Mr. Wagner recently served as President and CEO of Sirius Genomics. The Company develops personalized medicines for critical care illness. In collaboration with government, business, universities, and venture capital, the Company made multiple discoveries covered by thirteen patent families. Mr. Wagner saw the Company through new strategy development, new scientific discovery, non-dilutive and equity capital raising, and the world’s largest sepsis genomics clinical trial.
Prior to Sirius Genomics, Mr. Wagner was with Aspreva Pharmaceuticals (now Vifor Pharma/Galenica Group) as an officer, founding member of the company’s executive committee, and as Vice President of Business Development & Global Marketing. Mr. Wagner was part of the four member team securing $76 million in venture capital and $113 million in public financings. During his five-year tenure at Aspreva the valuation of the company was increased from $3 million to over $1 billion.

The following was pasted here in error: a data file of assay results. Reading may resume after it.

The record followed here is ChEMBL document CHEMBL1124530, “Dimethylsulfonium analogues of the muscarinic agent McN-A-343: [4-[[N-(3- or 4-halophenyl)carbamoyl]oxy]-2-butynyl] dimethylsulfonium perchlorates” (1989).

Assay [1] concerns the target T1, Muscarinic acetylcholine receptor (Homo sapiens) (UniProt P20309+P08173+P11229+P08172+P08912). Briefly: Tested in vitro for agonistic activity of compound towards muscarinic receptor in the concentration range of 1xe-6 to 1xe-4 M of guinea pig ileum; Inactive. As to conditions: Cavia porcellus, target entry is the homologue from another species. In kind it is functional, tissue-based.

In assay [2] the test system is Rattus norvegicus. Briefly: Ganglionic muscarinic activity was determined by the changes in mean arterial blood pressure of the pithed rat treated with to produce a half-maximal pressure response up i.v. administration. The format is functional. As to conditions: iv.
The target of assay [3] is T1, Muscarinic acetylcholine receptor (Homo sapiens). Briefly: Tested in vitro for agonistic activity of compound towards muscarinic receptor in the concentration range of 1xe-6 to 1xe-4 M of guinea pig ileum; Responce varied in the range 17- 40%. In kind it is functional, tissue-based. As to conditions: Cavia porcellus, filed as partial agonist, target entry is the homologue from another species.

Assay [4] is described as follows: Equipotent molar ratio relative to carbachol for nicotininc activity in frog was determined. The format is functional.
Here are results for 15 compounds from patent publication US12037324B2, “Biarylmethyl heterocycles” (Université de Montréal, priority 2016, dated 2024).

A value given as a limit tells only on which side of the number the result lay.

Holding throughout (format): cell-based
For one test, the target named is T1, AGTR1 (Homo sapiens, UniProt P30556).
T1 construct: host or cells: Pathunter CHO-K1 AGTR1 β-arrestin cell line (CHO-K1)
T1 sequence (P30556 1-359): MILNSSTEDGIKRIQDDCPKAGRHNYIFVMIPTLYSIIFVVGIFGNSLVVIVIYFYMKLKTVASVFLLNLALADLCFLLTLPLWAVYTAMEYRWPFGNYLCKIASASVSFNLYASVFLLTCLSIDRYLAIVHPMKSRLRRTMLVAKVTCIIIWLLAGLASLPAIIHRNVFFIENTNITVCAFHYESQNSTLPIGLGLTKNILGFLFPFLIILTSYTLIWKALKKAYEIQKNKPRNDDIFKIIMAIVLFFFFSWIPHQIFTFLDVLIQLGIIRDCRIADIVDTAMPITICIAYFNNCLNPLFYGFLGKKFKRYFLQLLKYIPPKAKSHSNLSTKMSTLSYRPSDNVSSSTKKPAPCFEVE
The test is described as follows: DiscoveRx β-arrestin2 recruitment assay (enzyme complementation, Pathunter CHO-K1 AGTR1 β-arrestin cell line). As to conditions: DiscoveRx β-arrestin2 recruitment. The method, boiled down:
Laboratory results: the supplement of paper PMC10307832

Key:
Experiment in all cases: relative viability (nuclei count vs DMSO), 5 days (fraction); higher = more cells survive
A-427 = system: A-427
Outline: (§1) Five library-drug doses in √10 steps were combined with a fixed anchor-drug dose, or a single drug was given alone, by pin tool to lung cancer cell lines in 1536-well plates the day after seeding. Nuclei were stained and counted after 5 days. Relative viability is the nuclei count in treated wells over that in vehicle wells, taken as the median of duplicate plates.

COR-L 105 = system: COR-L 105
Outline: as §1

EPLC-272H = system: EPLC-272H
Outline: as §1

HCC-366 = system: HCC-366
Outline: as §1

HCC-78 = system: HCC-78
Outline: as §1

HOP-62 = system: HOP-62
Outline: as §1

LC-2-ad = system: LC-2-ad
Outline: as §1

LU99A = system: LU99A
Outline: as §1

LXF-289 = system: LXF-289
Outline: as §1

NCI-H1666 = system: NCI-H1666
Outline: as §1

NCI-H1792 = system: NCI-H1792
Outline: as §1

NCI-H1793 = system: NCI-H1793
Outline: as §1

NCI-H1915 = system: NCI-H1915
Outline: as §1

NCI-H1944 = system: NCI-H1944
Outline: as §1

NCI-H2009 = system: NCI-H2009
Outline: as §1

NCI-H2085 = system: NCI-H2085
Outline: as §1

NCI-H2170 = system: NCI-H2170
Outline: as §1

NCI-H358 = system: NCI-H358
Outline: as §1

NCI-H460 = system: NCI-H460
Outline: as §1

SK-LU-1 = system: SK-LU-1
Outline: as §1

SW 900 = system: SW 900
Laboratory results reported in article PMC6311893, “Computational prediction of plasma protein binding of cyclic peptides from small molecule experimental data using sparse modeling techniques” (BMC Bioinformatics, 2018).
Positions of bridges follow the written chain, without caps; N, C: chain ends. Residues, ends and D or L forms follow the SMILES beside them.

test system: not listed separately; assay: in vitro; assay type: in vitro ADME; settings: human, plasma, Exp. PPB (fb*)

Prior to Aspreva, Mr. Wagner was with Eli Lilly working in Europe, North America and Asia with positions based in Toronto, Indianapolis and Boston. He worked on the development and commercialization of 15 products including biologics and small molecules with annual sales ranging from tens of millions to over four billion dollars per year.
Ma’n Zawati (LL.B., LL.M.) is a lawyer and the Academic Coordinator of the Centre of Genomics and Policy at McGill University. He is also an Associate Member of the Biomedical Ethics Unit at McGill University. His research focuses on the legal and ethical aspects of biobanking, as well as the legal duties and liability of health care professionals in both clinical and research settings.
Mr. Zawati has published numerous articles on issues such as access to genomic databases, the return of research results/incidental findings in genomic research, the legal liability of physicians and the closure of biobanks. Mr.Zawati has also presented on these topics in Canada and internationally and is a frequent guest lecturer at the University of Montreal, McGill University and the Université de Sherbrooke.
Mr. Zawati sits on the Board of Directors of the Canadian Bioethics Society, representing Eastern Canada (Quebec) and is a legal representative on the research ethics committee of the Montreal General Hospital.